Kenilworth Castle

Kenilworth Castle

Top Tourist Attractions

Kenilworth Castle, in the town of Kenilworth in Warwickshire, England, was founded during the Norman conquest of England; with development through to the Tudor period. The first castle was established in the 1120s by the royal chamberlain, Geoffrey de Clinton, who built most of the Norman keep.

Kenilworth Castle

Kenilworth Castle is a castle in the town of Kenilworth in Warwickshire, England which was founded during the Norman conquest of England.

A vast medieval fortress that endured a famous siege and later became an Elizabethan palace, Kenilworth Castle is among Britain’s biggest historical sites. Experience 900 years of history as you can marvel at the mighty medieval keep, climb the towers to admire the fantastic views, and imagine the majesty of the Great Hall.

Highlights:

It is thought that a castle has stood at Kenilworth in Warwickshire, since Saxon times. The original structure was likely destroyed during the wars between the Saxon King Edmund and Canute, King of the Danes.

The castle was presented to Kenilworth in 1958, on the 400th anniversary of the accession of Elizabeth I to the throne. At the heart of the latest restoration project is a new exhibition that tells the story of one of England’s most famous love stories – between Queen Elizabeth I and Sir Robert Dudley. It includes Dudley’s last letter to Elizabeth, written six days before his death in 1588, which she is said to have kept in a casket beside her bed until she died in 1603. Living history events take place at Kenilworth Castle throughout the year.

Tower Views

For the first time in 350 years, one can explore the full height of the tower built by Leicester to court Elizabeth I. Also, one can stand at floor level in the queen's private rooms and soak up the same spectacular views that she enjoyed.

Glimpse through the queen's private staircase and the long gallery where she could have private time with her most intimate friends. In 1575 these rooms were luxurious, elegant, and flooded with light from enormous glass windows.

Elizabethan Garden

Lost to the world for almost 400 years, this beautifully recreated Elizabethan Garden is a haven of peace and tranquillity, full of colour and fragrant walkways.

Approach through the loggia onto the terrace to start your tour, and for the best views over the garden and beyond. Then wander the pathways to discover the marble fountain, the ornate aviary, and the Earl of Leicester's emblem of the bear and ragged staff.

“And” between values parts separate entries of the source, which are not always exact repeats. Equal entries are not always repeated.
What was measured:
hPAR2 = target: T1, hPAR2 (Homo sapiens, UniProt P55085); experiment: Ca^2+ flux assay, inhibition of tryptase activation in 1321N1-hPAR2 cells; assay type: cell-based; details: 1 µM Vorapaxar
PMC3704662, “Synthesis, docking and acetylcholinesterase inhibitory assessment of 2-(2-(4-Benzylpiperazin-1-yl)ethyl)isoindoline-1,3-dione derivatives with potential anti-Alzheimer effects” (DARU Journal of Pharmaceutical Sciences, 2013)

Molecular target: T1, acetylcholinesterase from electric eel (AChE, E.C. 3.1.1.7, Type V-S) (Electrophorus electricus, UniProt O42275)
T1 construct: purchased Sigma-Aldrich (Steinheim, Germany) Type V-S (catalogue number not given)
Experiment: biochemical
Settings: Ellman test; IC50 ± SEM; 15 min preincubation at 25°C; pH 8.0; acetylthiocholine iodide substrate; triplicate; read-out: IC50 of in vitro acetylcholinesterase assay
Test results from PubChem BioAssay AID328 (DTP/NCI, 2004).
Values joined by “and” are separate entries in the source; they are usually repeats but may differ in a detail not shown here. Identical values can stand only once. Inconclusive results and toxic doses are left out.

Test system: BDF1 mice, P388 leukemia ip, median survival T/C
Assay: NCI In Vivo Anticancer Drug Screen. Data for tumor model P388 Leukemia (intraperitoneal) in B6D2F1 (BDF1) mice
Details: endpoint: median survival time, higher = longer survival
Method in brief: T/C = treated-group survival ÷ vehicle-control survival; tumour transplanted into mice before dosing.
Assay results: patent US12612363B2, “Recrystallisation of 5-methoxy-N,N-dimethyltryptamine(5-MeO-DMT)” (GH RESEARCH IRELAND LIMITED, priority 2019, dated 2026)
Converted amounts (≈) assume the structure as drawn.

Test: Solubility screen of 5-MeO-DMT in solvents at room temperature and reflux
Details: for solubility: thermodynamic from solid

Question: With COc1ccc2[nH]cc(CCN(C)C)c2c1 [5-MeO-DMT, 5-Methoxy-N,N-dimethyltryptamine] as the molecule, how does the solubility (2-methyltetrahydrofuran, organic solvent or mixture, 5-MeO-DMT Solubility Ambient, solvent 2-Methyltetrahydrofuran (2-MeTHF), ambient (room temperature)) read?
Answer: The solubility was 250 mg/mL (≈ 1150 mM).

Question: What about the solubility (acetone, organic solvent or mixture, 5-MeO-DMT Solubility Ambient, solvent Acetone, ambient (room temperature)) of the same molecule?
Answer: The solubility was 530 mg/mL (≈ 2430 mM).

Leicester's Gatehouse

Visit the fascinating exhibition about the famous royal romance between the queen and her ambitious courtier, Robert Dudley. Built-in the 1570s, the imposing castle entrance was transformed into a private house after 1650. Today you can see how it looked when the last caretaker left in the late 1930s.

Explore the Elizabethan bedroom and Oak Room which contains a beautifully ornate alabaster fireplace that once stood in Elizabeth I's private rooms.

Castle And Its People

There are family-friendly displays in the interactive exhibition bringing Kenilworth's past to life. Housed in the magnificent Tudor stables, one can see how the castle has changed throughout its 900-year history, and what it looked like in its heyday.

Children can get hands-on with history as they try on dressing up in clothes. They can see, and touch, the mighty trebuchet balls which were hurled at Kenilworth Castle 800 years ago and have remained here ever since.

Castle Keep

The mighty keep, the heart of castle life for 500 years, was a defensive powerhouse, built three stories high with walls 14 feet wide. It is still a dominant feature of the castle today.

Great Hall

John of Gaunt's Great Hall was one of the finest of its kind and at the cutting edge of 14th-century architectural design.

Built to reinforce Kenilworth's position of power and wealth it played host to medieval monarchs and Tudor kings.

Stables Tearoom

The tearoom, within the magnificent Tudor timber-framed stables building, offers a delicious selection of cakes and light lunches, made from seasonal ingredients and sourced from local suppliers. Children's meals are also available.

It is a great place to visit as a part of English heritage. Not only are the grounds in remarkable condition, but there are lots of activities for the kids to explore.

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